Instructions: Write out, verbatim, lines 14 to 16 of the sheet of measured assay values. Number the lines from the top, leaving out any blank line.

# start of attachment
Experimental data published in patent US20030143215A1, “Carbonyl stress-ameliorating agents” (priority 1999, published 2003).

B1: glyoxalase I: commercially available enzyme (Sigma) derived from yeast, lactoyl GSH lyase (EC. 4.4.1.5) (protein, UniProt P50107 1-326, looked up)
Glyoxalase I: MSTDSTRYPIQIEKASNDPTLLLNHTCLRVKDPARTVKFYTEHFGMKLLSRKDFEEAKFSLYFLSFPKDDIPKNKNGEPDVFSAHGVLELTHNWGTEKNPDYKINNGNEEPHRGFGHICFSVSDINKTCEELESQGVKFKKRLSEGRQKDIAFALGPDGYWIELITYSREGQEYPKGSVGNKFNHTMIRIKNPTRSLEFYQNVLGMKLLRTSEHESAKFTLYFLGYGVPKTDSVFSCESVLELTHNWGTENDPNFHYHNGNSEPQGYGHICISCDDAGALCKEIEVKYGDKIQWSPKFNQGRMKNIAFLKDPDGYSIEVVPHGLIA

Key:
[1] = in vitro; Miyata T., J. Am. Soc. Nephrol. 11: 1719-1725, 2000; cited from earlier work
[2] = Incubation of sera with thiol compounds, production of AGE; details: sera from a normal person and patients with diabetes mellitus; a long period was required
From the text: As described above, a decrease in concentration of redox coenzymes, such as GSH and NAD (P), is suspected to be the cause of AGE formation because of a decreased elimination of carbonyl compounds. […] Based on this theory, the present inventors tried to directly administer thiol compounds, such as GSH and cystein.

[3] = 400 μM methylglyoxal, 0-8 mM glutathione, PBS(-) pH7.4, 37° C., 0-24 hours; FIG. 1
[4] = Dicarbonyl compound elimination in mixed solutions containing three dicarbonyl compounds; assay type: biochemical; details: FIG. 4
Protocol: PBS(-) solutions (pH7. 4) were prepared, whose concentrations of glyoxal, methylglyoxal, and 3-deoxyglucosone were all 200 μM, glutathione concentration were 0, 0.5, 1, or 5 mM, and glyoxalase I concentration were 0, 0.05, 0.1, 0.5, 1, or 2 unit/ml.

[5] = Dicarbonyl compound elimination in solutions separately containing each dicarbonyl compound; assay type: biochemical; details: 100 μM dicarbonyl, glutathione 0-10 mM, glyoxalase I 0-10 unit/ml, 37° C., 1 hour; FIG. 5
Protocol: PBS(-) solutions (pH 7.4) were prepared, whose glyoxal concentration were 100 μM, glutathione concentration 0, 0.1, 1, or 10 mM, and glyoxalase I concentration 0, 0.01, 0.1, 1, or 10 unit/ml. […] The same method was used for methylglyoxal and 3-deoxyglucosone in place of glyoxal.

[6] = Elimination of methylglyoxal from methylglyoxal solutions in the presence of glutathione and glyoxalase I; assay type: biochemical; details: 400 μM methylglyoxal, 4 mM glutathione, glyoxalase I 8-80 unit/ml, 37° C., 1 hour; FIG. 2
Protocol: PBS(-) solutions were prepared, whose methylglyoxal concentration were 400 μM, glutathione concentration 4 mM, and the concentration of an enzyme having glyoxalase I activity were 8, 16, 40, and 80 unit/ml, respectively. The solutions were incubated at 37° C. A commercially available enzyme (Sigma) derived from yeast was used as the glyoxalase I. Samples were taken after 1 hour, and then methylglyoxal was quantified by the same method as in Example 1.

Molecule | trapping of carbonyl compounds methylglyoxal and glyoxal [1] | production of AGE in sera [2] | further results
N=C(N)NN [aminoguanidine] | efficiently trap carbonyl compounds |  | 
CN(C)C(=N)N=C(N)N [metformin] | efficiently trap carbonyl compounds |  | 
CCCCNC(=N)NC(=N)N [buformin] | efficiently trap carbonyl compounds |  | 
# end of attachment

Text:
Protocol: PBS(-) solutions were prepared, whose methylglyoxal concentration were 400 μM, glutathione concentration 4 mM, and the concentration of an enzyme having glyoxalase I activity were 8, 16, 40, and 80 unit/ml, respectively. The solutions were incubated at 37° C. A commercially available enzyme (Sigma) derived from yeast was used as the glyoxalase I. Samples were taken after 1 hour, and then methylglyoxal was quantified by the same method as in Example 1.

Molecule | trapping of carbonyl compounds methylglyoxal and glyoxal [1] | production of AGE in sera [2] | further results
N=C(N)NN [aminoguanidine] | efficiently trap carbonyl compounds |  | 